The past has shown that everyone, even persons who run e-wallets and currency exchanges, severely underestimates the amount of security such an endeavour requires.
There's a hundred questions you should ask anyone who asks you to keep care of bitcoin. How large is the hot wallet? How is the offline wallet stored? Where's the source code? What hardware does the service run on? Who are you? What will you do when someone steals your hot wallet? What monitors do you run to make sure the books add up?
So, nice idea, but please make sure this is actually going to be safe.
(BTW there seems to be a way to escrow bitcoin where a third party decides if the transaction should pass, but that third party never gains access to the bitcoin themselves, I haven't read the details of it, but that would seem perfect for this sort of thing)
But perhaps it would be more grand if that expensive and bureaucratic third party could just be avoided with a smart technical solution :)
A bank account of course solves all those things, but because of the nature of bitcoin it's rather hard if not impossible to realize the financial system we know as banking using Bitcoin instead of government controlled currencies.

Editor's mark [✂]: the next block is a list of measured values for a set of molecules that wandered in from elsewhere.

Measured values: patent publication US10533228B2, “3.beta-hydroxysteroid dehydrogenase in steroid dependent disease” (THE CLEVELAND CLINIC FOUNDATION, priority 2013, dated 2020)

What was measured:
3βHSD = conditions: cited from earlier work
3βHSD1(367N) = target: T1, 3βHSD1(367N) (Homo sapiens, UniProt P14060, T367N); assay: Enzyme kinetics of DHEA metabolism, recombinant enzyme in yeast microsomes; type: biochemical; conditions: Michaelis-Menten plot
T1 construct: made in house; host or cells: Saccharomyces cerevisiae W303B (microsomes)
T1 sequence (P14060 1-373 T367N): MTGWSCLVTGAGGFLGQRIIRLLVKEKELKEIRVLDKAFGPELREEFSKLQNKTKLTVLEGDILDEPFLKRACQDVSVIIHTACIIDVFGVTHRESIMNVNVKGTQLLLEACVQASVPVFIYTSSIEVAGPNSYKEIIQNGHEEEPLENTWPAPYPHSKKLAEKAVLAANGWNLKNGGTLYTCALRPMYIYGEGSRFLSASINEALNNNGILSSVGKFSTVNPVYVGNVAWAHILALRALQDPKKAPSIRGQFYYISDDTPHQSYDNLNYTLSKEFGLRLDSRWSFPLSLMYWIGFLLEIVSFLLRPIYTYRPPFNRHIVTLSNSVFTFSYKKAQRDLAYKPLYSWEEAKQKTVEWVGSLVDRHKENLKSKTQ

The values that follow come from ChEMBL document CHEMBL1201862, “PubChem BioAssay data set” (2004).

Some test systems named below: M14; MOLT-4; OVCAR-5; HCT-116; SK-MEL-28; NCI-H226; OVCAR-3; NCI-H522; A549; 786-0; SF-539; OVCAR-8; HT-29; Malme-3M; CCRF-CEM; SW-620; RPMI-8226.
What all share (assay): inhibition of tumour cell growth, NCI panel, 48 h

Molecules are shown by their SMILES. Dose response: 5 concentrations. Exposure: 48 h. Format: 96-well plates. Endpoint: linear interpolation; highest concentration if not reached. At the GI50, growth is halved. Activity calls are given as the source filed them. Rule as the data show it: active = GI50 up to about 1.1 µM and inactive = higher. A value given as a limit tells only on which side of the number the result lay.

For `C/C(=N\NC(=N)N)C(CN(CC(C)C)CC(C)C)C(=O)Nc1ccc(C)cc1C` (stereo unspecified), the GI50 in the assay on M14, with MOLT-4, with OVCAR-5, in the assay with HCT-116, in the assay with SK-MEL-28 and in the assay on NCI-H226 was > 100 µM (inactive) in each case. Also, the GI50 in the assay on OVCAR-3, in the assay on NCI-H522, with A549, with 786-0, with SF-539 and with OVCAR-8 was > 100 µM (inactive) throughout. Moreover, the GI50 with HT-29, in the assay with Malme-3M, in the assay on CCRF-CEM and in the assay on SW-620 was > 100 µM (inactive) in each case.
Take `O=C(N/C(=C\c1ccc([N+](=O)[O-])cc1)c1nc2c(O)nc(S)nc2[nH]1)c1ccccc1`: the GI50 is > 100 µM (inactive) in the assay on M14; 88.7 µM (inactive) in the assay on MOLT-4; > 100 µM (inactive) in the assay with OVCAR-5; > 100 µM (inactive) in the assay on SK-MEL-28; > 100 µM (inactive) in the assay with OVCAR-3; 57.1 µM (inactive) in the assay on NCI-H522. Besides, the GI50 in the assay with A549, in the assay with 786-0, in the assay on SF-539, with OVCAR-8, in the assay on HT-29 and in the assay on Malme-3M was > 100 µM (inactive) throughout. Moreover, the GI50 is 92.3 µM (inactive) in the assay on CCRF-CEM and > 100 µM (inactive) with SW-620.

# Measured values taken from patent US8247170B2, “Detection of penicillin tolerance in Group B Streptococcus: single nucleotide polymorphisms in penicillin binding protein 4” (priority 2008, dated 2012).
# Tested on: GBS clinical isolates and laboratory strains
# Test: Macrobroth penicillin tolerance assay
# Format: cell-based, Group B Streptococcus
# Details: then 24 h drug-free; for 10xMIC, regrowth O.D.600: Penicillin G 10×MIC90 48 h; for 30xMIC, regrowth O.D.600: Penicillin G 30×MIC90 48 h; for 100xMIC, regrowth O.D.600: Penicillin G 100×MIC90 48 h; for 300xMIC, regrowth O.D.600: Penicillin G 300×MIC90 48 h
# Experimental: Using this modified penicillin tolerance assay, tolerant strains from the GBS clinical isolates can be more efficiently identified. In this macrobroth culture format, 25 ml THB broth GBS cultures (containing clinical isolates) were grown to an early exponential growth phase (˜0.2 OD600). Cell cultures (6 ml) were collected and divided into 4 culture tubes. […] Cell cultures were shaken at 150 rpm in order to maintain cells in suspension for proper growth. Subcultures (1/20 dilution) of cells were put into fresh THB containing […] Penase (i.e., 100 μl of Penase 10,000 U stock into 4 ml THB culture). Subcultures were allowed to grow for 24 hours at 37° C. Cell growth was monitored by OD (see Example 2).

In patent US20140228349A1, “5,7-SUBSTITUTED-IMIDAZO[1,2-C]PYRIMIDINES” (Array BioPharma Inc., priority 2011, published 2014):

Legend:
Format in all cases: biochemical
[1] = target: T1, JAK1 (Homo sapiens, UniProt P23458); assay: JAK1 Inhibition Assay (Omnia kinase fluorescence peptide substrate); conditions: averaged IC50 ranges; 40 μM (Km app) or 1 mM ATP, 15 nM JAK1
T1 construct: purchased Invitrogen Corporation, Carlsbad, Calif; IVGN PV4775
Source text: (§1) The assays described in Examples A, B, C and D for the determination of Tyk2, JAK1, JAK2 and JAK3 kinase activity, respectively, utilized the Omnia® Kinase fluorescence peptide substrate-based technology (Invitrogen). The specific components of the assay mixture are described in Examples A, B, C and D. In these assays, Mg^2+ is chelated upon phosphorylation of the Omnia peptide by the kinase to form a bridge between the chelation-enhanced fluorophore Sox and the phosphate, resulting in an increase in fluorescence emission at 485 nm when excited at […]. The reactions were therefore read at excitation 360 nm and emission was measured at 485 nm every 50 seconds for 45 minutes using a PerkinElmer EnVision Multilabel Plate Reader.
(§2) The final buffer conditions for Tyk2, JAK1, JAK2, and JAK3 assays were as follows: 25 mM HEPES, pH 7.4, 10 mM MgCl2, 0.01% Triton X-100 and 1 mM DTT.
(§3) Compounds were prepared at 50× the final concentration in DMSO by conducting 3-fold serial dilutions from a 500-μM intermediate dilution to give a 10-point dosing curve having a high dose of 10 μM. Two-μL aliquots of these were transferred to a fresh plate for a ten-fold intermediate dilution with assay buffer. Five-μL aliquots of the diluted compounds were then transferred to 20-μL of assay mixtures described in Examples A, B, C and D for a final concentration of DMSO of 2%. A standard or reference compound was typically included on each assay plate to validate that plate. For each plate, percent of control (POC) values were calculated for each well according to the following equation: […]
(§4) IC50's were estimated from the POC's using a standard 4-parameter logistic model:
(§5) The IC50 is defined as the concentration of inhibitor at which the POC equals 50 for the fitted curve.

So if he was indeed talking about a bank account, then it was a sneer towards Bitcoin itself, and he'd be quite right, the banking system solves this problem very well.
I still think the three party transaction system would be preferable even to banking, if it can be done.
Instead of trying to improve on the monetary policies and regulations that exists around the world, bitcoin simply tries to replace them and leave nothing in their place. It is like going from the current US government to anarchy. There are a lot of things that can and should be improved in the old system, but that doesn't mean we should throw it completely out and have nothing to replace it.
update: fixed a mistake (online to offline)